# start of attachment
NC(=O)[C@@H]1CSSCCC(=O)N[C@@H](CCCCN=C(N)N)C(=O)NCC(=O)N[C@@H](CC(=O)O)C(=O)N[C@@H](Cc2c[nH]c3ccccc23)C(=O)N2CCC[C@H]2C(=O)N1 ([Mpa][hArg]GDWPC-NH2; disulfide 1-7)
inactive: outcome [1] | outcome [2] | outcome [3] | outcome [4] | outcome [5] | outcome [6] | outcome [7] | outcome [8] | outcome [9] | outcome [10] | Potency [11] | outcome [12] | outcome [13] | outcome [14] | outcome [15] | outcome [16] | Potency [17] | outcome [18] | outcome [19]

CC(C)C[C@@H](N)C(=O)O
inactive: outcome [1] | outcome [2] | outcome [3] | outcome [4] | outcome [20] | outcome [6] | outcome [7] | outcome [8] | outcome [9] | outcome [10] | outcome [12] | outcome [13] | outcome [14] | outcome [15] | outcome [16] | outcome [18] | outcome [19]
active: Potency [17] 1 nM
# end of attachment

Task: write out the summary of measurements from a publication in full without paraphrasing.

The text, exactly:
NC(=O)[C@@H]1CSSCCC(=O)N[C@@H](CCCCN=C(N)N)C(=O)NCC(=O)N[C@@H](CC(=O)O)C(=O)N[C@@H](Cc2c[nH]c3ccccc23)C(=O)N2CCC[C@H]2C(=O)N1 ([Mpa][hArg]GDWPC-NH2; disulfide 1-7)
inactive: outcome [1] | outcome [2] | outcome [3] | outcome [4] | outcome [5] | outcome [6] | outcome [7] | outcome [8] | outcome [9] | outcome [10] | Potency [11] | outcome [12] | outcome [13] | outcome [14] | outcome [15] | outcome [16] | Potency [17] | outcome [18] | outcome [19]

CC(C)C[C@@H](N)C(=O)O
inactive: outcome [1] | outcome [2] | outcome [3] | outcome [4] | outcome [20] | outcome [6] | outcome [7] | outcome [8] | outcome [9] | outcome [10] | outcome [12] | outcome [13] | outcome [14] | outcome [15] | outcome [16] | outcome [18] | outcome [19]
active: Potency [17] 1 nM